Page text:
SALEM — If nothing else, you have to give Brendan Walsh credit for keeping his sense of humor during Monday night’s debate on an emotional topic: ending the popular extended-year program at Saltonstall School.
It was Walsh, of course, who started the whole thing by proposing that all public schools observe a 180-day schedule. That was an indirect way of trying to kill the extra 10 days at Saltonstall.
His motion eventually lost by a 4-3 vote.
There was no yelling or hand-wringing during the lengthy discussion, but the emotion was evident. Mayor Kim Driscoll had trouble concealing her — how shall we put this? — mild annoyance at Walsh for bringing the matter to a vote before a summer school alternative had been brought forward that may prove a satisfactory replacement for Saltonstall’s summer session.
Unable to conceal her feeling that Monday night’s emotional meeting may have been unnecessary or premature, the mayor tossed a gratuitous comment in Walsh’s direction.
“There was a strong desire to have this showdown at the O.K. Corral,” she said at one point.
Toward the end of the discussion, when Walsh was — how shall we put this? — mildly irked at something or other, the veteran school board member returned to those bloody days in Tombstone, Ariz.
“One of the Clanton brothers isn’t all that happy ...” he said.
Then, possibly for the benefit of an audience of young Saltonstall parents and a youthful mayor, he added: “The Clanton brothers lost at the O.K. Corral.”
Walsh, one of the notorious Walsh brothers, forgot to mention that the Clantons lost that legendary 1881 showdown to a worthy opponent: the Earp brothers and Doc Holliday.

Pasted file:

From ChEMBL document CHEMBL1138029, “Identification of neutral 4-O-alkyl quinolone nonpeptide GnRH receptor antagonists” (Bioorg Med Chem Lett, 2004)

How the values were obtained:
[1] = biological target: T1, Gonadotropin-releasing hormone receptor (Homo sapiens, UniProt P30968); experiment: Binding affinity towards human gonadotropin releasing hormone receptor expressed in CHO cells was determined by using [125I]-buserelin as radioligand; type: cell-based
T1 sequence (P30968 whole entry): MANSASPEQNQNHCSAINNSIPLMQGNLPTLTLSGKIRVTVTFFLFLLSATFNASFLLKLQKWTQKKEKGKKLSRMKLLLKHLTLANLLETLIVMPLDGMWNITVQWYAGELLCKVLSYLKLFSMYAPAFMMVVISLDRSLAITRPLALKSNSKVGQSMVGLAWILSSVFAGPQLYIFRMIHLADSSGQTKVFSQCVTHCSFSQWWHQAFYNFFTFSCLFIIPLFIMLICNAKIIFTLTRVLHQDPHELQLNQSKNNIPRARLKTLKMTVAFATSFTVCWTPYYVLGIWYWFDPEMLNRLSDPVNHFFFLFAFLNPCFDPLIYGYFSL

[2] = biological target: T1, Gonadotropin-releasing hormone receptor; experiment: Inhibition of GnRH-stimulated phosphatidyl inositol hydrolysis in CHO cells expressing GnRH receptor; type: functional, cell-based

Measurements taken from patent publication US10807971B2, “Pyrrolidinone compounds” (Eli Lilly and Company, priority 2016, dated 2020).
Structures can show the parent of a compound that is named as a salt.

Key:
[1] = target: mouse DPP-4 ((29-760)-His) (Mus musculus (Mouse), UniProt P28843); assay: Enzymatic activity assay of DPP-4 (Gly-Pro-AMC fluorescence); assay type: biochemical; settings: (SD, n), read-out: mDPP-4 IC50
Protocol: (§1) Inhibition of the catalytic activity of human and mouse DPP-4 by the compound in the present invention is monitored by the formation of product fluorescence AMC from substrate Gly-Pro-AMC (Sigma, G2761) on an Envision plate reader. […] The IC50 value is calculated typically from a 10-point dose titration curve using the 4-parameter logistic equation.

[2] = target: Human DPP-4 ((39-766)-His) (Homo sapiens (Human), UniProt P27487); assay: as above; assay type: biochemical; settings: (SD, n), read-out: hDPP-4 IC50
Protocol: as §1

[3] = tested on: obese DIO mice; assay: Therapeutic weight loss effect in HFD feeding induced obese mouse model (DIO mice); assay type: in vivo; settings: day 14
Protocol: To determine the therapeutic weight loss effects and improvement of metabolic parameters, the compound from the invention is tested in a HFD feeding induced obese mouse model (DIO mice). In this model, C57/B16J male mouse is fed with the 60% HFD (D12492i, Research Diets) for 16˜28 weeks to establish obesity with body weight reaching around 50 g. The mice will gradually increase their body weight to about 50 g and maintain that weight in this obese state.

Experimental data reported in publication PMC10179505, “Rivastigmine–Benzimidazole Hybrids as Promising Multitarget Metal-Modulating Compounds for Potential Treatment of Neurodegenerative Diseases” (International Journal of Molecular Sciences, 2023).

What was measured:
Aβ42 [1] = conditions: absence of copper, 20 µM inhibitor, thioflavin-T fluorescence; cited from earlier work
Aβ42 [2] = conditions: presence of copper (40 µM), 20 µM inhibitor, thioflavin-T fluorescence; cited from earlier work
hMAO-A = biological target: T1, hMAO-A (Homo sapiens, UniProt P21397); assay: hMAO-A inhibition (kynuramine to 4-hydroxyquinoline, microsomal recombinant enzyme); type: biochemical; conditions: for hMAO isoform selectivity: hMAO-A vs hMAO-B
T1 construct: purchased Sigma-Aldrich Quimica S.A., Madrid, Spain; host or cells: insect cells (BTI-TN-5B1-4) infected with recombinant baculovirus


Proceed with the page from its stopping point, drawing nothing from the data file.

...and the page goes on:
Speaking of the wild west, police Lt. Jim Walker, who rides herd on the superior officers, has a family connection to the Frozen Four, the NCAA hockey championships being played in Pittsburgh.
We are told by reliable sources — or as reliable as our police sources are — that he is the uncle of Riley Wetmore, senior captain of the UMass-Lowell team.
The “Sensational India” celebration at the Peabody Essex Museum really was sensational this year.
Among the guests Sunday was Her Excellency Nirupama Rao, India’s ambassador to the United States.
She toured the latest exhibit, “Midnight to the Boom: Painting in India After Independence,” took in a lecture and attended a private reception where Indian food was served.
If she had more time, we are told, she would have high-tailed it down to A Passage to India, everyone’s favorite Indian restaurant.
The Salem Republican City Committee, an endangered species showing surprising signs of life, meets Wednesday at 7 p.m. at the Hawthorne Hotel.
Representatives of the three Republican candidates for U.S. Senate are scheduled to attend along with Sean O’Brien, a candidate for Salem City Council.
The House of the Seven Gables kicks off a lecture series Wednesday with a talk by Jim McAllister, Salem’s ubiquitous historian.
Let’s see, he spoke at the power plant meeting, at the annual meeting of The Salem Partnership and now at the Gables. Get the guy some hot tea and a throat lozenge.
It’s time to submit your nominations for the Margaret Voss Howard Teacher Recognition Award, which provides a $500 prize to a Salem teacher and a Marblehead teacher.